From Sterling’s fall to Van Dijk’s injury, what would the Euro have looked like a year ago?
“If is the most important word in football, son,” Bobby Robson, a man whose career was defined by failing to reach the final as England manager, used to say when asked him to remember that night in Turin in 1990.
As Gareth Southgate prepares for a night that will define him forever, “if” has become the biggest word in the English language. What if the wet market order had been for “cheese and tomato” rather than “bat with all the trimmings”?
What if the most interesting thing about Wuhan was that it has the world’s largest bike-sharing program? What if Euro 2020 had actually taken place in 2020?
In England, the tournament was reportedly framed by Liverpool’s swaggering Premier League triumph. Virgil van Dijk, a man in the shape of his life, is said to have been the central figure of the Netherlands squad.
He would surely have taken the cross from Tomas Holes’ head to prevent the Czech Republic from starting Dutch disintegration in Budapest.
Jordan Henderson, whose death, vision and leadership helped shatter a Liverpool hoodoo that nearly equaled England’s record against Germany, is said to have been the central figure in the midfielder.
His Euros are said to be remembered for more than his goal against an already battered Ukraine and for a touching message of support he sent to a gay English fan who was brave enough to come to Wembley in make-up.
Joe Gomez, who was part of a Liverpool defense that conceded 21 goals in 29 games when the pandemic ended football, was reportedly the first choice in central defense.
It would also have created a story. The media love nothing more than the internal tensions in a camp, underlined by the mother of Adrien Rabiot turning to the father of Kylian Mbappé after the missed penalty of his son against Switzerland with the words: “It should take it down a notch or two. “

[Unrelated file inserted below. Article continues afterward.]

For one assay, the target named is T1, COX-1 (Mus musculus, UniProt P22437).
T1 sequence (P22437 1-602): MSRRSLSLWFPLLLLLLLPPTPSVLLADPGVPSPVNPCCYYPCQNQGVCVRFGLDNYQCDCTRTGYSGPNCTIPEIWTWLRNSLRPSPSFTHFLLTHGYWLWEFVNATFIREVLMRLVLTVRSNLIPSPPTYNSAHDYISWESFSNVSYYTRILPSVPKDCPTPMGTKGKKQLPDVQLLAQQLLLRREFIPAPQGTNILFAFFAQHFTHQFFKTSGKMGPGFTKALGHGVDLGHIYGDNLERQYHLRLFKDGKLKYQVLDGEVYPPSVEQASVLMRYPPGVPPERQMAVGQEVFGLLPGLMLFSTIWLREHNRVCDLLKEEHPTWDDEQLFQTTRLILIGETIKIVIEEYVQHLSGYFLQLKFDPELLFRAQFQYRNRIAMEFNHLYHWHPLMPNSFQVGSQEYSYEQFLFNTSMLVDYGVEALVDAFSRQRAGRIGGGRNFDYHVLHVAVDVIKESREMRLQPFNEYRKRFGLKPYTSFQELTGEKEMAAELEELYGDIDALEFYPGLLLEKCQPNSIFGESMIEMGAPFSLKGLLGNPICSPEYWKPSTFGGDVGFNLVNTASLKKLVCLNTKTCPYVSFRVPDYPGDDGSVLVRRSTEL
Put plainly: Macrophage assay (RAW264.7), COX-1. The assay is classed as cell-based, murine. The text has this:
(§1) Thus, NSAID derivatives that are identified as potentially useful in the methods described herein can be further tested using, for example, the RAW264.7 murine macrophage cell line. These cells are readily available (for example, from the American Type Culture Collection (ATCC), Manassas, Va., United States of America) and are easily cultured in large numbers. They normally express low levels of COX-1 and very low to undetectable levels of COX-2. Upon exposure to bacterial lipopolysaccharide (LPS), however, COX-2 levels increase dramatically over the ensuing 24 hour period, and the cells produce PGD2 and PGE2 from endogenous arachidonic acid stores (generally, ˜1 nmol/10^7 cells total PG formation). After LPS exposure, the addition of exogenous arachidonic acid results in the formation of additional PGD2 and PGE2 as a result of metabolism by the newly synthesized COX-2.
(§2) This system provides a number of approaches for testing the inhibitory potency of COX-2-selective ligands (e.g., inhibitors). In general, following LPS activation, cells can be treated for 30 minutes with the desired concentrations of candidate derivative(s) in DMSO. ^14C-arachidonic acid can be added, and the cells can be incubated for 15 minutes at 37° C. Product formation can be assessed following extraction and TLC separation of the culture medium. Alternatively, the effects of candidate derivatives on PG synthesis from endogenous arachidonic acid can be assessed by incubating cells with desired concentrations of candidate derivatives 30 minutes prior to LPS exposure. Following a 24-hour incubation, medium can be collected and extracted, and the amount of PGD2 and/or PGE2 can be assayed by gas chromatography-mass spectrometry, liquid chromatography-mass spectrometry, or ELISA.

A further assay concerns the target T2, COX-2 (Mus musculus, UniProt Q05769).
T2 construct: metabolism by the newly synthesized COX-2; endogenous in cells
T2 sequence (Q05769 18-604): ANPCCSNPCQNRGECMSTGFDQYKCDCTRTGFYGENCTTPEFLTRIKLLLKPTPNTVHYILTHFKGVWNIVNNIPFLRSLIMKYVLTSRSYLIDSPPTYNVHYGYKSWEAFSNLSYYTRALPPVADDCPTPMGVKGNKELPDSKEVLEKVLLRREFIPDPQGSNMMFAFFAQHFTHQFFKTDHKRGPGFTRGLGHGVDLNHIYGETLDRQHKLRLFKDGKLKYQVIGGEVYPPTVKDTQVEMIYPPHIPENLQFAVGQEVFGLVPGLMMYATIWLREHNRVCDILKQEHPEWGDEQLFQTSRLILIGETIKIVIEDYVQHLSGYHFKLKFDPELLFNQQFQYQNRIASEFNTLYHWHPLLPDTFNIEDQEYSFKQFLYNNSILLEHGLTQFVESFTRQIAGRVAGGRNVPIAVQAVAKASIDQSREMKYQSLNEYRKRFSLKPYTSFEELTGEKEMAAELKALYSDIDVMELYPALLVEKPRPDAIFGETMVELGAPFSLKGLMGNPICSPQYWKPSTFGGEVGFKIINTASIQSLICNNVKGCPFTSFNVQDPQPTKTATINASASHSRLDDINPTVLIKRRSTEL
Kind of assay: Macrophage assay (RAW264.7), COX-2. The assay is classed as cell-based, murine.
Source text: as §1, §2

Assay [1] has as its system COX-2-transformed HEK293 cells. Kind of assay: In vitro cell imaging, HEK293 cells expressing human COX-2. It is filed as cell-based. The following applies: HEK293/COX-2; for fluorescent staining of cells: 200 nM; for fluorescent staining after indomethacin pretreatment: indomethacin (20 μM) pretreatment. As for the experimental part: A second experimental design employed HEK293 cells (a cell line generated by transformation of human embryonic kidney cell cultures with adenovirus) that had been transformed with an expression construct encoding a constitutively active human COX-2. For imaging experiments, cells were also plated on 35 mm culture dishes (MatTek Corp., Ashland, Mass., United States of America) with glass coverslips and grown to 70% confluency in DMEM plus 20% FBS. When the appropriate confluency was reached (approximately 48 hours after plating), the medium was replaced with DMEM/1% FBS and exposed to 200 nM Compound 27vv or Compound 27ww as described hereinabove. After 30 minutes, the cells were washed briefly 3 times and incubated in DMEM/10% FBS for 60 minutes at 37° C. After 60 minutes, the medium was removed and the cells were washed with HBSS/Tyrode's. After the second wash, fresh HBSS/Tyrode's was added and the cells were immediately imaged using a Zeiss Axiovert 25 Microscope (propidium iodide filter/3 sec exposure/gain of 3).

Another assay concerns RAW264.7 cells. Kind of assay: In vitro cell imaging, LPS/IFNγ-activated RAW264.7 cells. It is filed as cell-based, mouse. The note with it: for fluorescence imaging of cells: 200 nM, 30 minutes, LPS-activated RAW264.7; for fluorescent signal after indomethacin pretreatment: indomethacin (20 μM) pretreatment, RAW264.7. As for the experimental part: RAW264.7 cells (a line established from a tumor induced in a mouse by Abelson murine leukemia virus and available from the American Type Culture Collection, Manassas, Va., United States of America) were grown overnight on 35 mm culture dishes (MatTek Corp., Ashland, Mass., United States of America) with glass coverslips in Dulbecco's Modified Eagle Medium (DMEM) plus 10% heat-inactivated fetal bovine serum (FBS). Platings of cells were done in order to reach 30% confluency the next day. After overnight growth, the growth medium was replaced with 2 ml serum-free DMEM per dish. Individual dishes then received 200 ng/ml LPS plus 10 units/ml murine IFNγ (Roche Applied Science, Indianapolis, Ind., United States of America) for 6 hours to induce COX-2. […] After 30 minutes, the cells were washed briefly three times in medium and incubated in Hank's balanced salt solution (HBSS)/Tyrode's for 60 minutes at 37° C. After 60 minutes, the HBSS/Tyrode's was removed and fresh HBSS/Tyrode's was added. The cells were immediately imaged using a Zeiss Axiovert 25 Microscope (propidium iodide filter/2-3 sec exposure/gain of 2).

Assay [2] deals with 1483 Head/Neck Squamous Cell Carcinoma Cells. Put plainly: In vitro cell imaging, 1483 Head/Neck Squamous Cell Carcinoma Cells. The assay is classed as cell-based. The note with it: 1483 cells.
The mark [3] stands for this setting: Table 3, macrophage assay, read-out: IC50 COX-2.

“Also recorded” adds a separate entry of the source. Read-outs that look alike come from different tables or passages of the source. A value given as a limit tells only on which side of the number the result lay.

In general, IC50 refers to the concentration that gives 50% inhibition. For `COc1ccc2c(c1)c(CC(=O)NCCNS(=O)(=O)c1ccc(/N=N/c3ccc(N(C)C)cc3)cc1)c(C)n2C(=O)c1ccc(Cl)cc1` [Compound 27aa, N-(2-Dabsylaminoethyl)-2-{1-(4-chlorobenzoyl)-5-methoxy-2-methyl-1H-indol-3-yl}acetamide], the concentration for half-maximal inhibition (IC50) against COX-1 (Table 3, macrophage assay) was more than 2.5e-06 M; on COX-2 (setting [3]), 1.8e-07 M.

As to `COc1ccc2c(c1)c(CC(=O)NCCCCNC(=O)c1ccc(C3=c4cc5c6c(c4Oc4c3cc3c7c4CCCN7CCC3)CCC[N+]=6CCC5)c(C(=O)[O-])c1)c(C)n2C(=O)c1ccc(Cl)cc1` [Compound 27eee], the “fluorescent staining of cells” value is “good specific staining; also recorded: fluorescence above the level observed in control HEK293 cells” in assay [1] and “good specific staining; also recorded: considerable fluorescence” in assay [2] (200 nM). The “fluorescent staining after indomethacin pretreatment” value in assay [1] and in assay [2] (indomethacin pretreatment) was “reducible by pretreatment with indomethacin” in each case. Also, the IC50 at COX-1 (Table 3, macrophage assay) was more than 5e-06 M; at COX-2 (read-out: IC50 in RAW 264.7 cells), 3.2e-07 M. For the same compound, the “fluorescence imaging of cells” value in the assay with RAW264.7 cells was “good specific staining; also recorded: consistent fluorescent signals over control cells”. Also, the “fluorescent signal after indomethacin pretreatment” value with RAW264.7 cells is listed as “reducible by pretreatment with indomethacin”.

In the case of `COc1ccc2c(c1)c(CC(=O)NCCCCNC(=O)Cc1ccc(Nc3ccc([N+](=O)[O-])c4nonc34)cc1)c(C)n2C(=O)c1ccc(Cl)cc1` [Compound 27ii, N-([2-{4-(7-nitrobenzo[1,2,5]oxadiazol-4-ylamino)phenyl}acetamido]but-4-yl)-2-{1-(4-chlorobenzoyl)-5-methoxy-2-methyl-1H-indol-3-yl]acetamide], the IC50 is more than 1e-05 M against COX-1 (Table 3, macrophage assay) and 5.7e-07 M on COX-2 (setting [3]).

In November 2019, just before the qualifying match with Montenegro, Raheem Sterling faced Gomez in the St George’s Park canteen. The food was sent through the ground.
Sterling was dropped because of this and, had the tournament started seven months later, Southgate might have thought Sterling was rather more trouble than worth it.
He hadn’t scored in a dozen games for Manchester City and was miserably out of form when the pandemic struck.
Much like Glenn Hoddle with Paul Gascoigne before the 1998 World Cup, but without a tape of Kenny G playing in the background, Southgate could have made Sterling sit down and tell him it would be in everyone’s best interests if he didn’t. was not playing. He wouldn’t have thought of daily questions about whether crunchy nuts had been thrown in for breakfast.
The shutdown came at a good time for Sterling, who scored 11 times in 12 games when football resumed. Without him there wouldn’t have been an electrifying winner against Croatia. No breakthrough against the Germans.
And, perhaps almost as important, no reporting on what a black kid who could see the Wembley Arch from his street could achieve inside the stadium.
It happened at the right time for Kalvin Phillips. As of May 2020, he was “The Yorkshire Pirlo” only within Broad Acres limits. Marcelo Bielsa’s Leeds had yet to play in the Premier League and it would have been a call for Southgate to select a league player.
It would have happened far too soon for Bukayo Saka, who in the summer of 2020 was 18 years old and exceeded requirements when Arsenal won against Chelsea in the FA Cup final.
It wouldn’t have been Thomas Müller for what appeared to be a certain German goal at Wembley. He was reportedly rejected again by Joachim Löw, who decided that Germany needed younger players and then, in a symbol of the confusion that engulfed the biggest tournament team of them all, changed his mind.
The curse might never have been broken. “Sweet Caroline”, a song written while England were still world champions, wouldn’t have advanced much beyond Radio Norfolk’s lunch playlist.
There would have been no knee grip, which the English players did not adopt until last June. There would have been no boos and Southgate would not have been moved to write his letter “Dear England” which, in Gary Neville’s often ruthless eyes, referred to him as a better chef than some he could mention. .
Most poignant of all, there wouldn’t be the dilemma that will eclipse the home of Lee Anderson, the Tory MP for Ashfield, who has vowed never to look at England as she kneels down.
At 8 p.m. tomorrow, Anderson could watch a program whose title sums up the question this England team tried to answer in this tournament: Who do you think you are?